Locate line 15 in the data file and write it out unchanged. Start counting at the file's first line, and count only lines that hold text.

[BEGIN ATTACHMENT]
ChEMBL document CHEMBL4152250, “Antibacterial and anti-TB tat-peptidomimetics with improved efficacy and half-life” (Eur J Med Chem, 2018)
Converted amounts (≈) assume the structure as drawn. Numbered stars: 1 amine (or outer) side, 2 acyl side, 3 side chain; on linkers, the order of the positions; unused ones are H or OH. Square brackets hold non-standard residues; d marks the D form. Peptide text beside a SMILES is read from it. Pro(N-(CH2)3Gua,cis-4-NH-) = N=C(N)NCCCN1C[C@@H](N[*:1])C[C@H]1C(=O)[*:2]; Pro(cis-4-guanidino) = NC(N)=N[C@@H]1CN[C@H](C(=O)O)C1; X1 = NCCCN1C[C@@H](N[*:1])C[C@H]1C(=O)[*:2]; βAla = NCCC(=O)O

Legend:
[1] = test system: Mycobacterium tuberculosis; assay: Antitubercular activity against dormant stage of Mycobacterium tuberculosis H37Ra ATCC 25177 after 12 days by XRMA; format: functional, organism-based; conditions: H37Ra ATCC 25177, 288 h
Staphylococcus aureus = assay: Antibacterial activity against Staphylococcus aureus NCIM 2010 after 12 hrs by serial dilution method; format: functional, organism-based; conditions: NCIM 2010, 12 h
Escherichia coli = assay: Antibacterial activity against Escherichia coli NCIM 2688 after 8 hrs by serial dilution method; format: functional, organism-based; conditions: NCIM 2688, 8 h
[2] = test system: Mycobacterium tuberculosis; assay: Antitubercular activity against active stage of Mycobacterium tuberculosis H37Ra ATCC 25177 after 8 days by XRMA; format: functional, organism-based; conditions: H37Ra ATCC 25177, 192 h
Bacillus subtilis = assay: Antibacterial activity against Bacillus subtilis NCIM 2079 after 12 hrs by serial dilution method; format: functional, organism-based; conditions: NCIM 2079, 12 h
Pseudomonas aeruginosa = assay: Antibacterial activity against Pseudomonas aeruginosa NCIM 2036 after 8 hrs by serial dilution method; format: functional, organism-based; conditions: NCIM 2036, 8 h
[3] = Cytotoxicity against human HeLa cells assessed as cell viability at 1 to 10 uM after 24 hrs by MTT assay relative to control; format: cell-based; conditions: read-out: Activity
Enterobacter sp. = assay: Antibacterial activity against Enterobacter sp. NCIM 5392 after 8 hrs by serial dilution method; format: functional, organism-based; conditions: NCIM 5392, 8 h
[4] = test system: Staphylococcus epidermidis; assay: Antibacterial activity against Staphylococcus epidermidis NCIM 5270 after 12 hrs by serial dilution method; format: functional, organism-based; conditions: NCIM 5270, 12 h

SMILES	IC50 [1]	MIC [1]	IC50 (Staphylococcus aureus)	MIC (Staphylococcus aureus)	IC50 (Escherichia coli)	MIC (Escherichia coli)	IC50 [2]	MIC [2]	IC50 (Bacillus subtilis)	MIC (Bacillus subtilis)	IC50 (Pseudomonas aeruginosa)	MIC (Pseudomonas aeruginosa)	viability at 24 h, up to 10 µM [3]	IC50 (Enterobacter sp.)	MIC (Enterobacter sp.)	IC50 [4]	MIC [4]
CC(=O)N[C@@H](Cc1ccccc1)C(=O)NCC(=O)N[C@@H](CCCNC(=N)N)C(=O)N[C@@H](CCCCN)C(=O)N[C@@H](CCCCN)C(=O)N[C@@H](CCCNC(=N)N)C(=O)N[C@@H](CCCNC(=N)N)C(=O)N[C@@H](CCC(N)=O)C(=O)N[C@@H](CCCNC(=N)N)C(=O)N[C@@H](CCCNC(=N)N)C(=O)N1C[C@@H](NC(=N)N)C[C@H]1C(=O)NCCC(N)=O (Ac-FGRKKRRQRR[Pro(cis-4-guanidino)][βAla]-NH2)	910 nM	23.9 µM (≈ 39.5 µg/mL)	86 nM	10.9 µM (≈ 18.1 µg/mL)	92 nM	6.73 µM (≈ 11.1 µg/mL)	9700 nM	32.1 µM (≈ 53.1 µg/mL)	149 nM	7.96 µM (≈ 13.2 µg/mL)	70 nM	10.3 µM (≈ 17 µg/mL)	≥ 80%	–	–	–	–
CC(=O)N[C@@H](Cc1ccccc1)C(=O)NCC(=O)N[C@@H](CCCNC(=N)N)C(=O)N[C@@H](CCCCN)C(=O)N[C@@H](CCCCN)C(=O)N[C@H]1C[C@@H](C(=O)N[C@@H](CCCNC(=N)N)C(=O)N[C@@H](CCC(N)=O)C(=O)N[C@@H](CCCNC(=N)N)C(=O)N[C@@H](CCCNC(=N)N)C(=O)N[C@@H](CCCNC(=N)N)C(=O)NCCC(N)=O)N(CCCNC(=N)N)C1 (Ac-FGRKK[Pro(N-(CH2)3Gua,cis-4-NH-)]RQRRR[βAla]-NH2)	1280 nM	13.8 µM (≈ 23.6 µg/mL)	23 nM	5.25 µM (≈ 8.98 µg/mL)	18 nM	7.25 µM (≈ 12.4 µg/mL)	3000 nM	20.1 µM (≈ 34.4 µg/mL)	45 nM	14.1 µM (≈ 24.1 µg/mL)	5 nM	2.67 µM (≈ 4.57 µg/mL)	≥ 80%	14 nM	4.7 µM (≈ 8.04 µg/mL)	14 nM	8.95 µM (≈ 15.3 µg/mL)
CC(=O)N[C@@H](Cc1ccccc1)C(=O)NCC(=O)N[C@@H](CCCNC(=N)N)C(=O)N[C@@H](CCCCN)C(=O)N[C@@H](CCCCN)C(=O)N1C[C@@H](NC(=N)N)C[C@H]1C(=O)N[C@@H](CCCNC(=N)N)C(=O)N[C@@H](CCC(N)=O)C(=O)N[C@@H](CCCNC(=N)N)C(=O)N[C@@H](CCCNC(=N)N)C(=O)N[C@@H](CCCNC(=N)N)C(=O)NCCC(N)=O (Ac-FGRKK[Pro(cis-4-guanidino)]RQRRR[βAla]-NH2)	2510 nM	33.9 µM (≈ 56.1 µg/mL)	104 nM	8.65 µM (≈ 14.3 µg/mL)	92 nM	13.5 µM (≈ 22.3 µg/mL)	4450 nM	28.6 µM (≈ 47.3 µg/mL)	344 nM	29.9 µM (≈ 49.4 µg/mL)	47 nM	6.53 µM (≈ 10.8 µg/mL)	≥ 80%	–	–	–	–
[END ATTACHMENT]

CC(=O)N[C@@H](Cc1ccccc1)C(=O)NCC(=O)N[C@@H](CCCNC(=N)N)C(=O)N[C@@H](CCCCN)C(=O)N[C@@H](CCCCN)C(=O)N[C@H]1C[C@@H](C(=O)N[C@@H](CCCNC(=N)N)C(=O)N[C@@H](CCC(N)=O)C(=O)N[C@@H](CCCNC(=N)N)C(=O)N[C@@H](CCCNC(=N)N)C(=O)N[C@@H](CCCNC(=N)N)C(=O)NCCC(N)=O)N(CCCNC(=N)N)C1 (Ac-FGRKK[Pro(N-(CH2)3Gua,cis-4-NH-)]RQRRR[βAla]-NH2)	1280 nM	13.8 µM (≈ 23.6 µg/mL)	23 nM	5.25 µM (≈ 8.98 µg/mL)	18 nM	7.25 µM (≈ 12.4 µg/mL)	3000 nM	20.1 µM (≈ 34.4 µg/mL)	45 nM	14.1 µM (≈ 24.1 µg/mL)	5 nM	2.67 µM (≈ 4.57 µg/mL)	≥ 80%	14 nM	4.7 µM (≈ 8.04 µg/mL)	14 nM	8.95 µM (≈ 15.3 µg/mL)